"You have to work hard to offend Christians. By nature, Christians are the most forgiving, understanding, and thoughtful group of people I've ever dealt with. They never assume the worst. They appreciate the importance of having different perspectives. They're slow to anger, quick to forgive, and almost never make rash judgments or act in anything less than a spirit of total love . . . No, wait--I'm thinking of Labrador retrievers!" David Learn, 1998

Sunday, June 12, 2011

Memories of MUM - Message from Hiroshima Peace Park

    Today I will be one of those speaking at Hiroshima's Peace Park as we dedicate the memorial to my mother, Barbara Reynolds, for her humanitarian help to survivors of the first two nuclear bombs dropped on people.
     Here is the English translation of what I will be saying. (Japanese follows.)

     Honored guests, hibakusha (nuclear bomb survivors), members of the World Friendship Center, friends, and family:
     We consider it a privilege to meet with you today. My husband Jerry and I have come from California and my nephew Tony, one of Barbara's grandsons, has come from Texas. We also represent my brothers, Barbara's sons Tim and Ted Reynolds, her other eight grandchildren, (8 great-grandchildren and two great-great-grandsons) who, although they were unfortunately unable to attend, send their greetings.
     We are here at the invitation of the Monument Committee to unveil a monument to my mother, who would have been 96 years old today. To me, it is amazing that the hibakusha of the nuclear bomb dropped by Americans would erect a monument to an American woman at their Ground Zero. I am so humbled by your forgiveness and desire to do this.
     Many people whose lives have been touched by my mother's life call her a saint, even a "national treasure."  But my mother would have been the first to say she was just an imperfect human being.     
     In September, 1964, my mother was 49 years old, reeling from the pain of divorce. My father had married another woman. My brother Ted had just gotten married. I had gone back to the United States. So she was alone. A friend of hers, a Buddhist priest, gave her permission to come to the temple on Mt. Rokko to spend time alone in meditation, fasting, and prayer. There, for a week, she lamented her failure to hold her marriage together and with loud cries to heaven questioned her purpose for living.
     My mother believed in the God who is above all other gods. This God is not the work of our hands; we are the work of His hands. He has created us in His own image. She knew Him as Creator and powerful controller of the universe.
     But until that week she did not know Him as a personal, living heavenly Father. At the end of that week, the heavenly Father spoke to her heart and told her that He loved her and forgave her. Her tears turned to tears of joy and peace. Then He revealed to my mother that His purpose for her was to take His love back to Hiroshima and show the hibakusha how much He loves them by serving them.
     Years before, my father had been part of a team sent by the American government to study the effects of radiation on Hiroshima hibakusha--to draw their blood and measure their height and weight and photograph them. But no one had asked them, "What was it like to experience an atomic bomb?" No one had listened to them or cried with them. Now, in obedience to her heavenly Father, my mother went back to Hiroshima, despite her sense of personal shame, to listen to them and serve them, to be God's hands and feet and voice. Out of her humility and obedience bloomed the World Friendship Center.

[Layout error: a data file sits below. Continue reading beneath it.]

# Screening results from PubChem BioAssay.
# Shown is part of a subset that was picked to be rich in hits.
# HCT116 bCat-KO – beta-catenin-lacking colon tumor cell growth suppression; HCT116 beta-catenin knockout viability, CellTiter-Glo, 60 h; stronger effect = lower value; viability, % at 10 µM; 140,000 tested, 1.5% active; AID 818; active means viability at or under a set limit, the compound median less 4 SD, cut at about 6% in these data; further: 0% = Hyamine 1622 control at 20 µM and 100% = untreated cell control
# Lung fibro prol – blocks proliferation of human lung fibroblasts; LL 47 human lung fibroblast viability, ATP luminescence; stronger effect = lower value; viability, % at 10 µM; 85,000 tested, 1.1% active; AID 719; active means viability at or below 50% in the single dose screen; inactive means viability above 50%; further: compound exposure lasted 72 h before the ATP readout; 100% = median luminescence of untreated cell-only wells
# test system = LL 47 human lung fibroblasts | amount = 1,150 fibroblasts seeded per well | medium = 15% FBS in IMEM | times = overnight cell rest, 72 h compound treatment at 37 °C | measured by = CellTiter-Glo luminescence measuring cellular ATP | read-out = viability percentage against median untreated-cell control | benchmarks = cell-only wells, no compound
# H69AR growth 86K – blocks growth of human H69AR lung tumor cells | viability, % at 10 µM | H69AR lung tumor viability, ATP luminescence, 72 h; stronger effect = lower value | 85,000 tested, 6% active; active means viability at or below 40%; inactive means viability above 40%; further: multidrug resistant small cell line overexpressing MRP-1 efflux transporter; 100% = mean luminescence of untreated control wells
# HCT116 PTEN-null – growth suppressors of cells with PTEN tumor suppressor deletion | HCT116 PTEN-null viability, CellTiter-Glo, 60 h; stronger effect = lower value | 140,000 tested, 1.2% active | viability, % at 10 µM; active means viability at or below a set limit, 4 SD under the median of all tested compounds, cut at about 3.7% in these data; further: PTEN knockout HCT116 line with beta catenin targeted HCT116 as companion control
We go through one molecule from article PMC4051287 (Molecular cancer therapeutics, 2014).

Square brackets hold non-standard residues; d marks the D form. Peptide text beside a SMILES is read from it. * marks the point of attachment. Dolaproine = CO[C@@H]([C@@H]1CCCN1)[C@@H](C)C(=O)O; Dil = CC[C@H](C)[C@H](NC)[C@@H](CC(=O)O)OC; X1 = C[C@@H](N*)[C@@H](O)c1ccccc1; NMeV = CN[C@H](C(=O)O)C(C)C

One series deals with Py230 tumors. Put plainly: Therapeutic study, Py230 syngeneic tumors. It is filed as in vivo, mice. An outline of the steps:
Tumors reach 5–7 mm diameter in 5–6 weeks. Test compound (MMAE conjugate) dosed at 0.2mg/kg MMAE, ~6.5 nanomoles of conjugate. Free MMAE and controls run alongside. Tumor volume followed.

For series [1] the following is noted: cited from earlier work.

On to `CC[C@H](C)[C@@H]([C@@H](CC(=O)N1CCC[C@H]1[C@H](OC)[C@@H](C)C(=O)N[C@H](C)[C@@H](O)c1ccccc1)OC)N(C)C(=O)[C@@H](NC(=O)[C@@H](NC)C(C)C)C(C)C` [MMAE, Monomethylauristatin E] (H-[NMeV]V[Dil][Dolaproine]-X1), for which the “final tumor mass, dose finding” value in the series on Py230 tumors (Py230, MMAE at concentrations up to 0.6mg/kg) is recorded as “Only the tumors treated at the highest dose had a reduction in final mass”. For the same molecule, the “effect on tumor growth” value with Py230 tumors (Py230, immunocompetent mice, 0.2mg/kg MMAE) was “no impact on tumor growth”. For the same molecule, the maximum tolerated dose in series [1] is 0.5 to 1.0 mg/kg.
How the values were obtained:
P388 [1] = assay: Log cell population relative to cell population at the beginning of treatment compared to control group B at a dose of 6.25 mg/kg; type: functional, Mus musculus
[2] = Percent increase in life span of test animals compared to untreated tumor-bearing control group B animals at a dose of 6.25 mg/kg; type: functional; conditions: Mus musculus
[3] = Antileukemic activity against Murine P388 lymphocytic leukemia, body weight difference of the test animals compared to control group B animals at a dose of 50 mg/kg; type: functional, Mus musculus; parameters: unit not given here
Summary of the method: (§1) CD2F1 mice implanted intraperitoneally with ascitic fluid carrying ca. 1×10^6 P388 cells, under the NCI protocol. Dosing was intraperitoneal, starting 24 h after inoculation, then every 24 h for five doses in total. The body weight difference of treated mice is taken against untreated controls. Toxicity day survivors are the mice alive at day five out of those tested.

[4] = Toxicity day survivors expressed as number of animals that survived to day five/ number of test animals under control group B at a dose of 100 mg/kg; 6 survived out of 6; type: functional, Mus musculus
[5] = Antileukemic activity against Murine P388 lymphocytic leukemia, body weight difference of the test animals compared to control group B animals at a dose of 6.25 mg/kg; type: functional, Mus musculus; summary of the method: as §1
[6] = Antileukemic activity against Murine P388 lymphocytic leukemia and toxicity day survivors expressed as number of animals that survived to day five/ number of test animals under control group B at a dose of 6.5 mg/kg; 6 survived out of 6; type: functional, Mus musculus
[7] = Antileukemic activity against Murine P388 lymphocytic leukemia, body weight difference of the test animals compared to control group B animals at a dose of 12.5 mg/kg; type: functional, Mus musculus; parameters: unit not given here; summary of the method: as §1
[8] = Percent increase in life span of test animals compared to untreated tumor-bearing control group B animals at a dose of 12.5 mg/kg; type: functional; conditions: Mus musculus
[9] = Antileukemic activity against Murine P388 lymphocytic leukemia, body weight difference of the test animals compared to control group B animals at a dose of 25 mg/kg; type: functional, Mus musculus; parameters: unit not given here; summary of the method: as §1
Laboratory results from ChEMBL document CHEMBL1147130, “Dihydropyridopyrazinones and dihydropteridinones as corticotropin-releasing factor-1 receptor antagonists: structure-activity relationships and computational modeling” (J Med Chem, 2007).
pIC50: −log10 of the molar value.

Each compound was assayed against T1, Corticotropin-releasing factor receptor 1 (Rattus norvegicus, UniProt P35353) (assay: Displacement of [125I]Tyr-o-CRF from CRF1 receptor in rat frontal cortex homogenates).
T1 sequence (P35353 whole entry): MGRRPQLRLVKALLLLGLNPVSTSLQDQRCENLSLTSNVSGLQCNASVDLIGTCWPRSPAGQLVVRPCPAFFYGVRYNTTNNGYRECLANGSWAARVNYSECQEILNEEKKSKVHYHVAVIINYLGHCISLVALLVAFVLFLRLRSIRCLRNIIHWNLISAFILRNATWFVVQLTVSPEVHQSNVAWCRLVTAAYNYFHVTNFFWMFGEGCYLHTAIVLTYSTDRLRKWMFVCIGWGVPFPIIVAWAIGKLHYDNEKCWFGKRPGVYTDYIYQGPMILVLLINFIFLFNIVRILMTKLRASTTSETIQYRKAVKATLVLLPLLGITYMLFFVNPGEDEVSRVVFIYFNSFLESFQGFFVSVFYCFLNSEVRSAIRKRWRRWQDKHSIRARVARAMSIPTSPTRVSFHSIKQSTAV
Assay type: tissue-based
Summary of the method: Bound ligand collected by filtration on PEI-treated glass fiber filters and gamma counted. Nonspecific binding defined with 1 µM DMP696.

She was not only a voice from the heavenly Father to the hibakusha. Hibakusha told her they considered her a voice for Hiroshima and Nagasaki to the world. She took that responsibility very seriously. And as she came to know them, they taught her the value of each life. She came to respect the brave, suffering, patient survivors of the first two nuclear bombs dropped on human beings. She began to identify with them and hurt for them. And so she said, "I, too, am a hibakusha." She wanted to accurately convey to the world their message, "No more Hiroshimas!" to urge everyone on the planet to choose peace and prevent the horror and catastrophe of Hiroshima from happening to anyone else, ever.
     Since 1945, starting in Hiroshima and Nagasaki, the number of people exposed to the poison of radiation has grown through Chernobyl, Three-Mile Island and now Fukushima. Radiation does not distinguish between war and peace. Radiation from nuclear weapons keeps killing after the war is over, even affecting DNA and thus hurting later generations. Radiation from nuclear reactors causes increased numbers of lethal cancers in those who live near them, whether there are accidents in the reactors or not. We are here to assure all radiation-exposed people anywhere that we will not forget your distress. We will pass your message on from generation to generation: "No More Hiroshimas! No More Nagasakis! No more Fukushimas!"
     As you unveil this monument, my mother is just a symbol. She is a symbol of love, pointing to the source of love, the heavenly Father. She is a symbol of hope because anyone of us who humbles himself to listen to the "still, small voice" of our Heavenly Father can make a mighty difference.
     Thank you for honoring my mother in this way.











No comments:

Post a Comment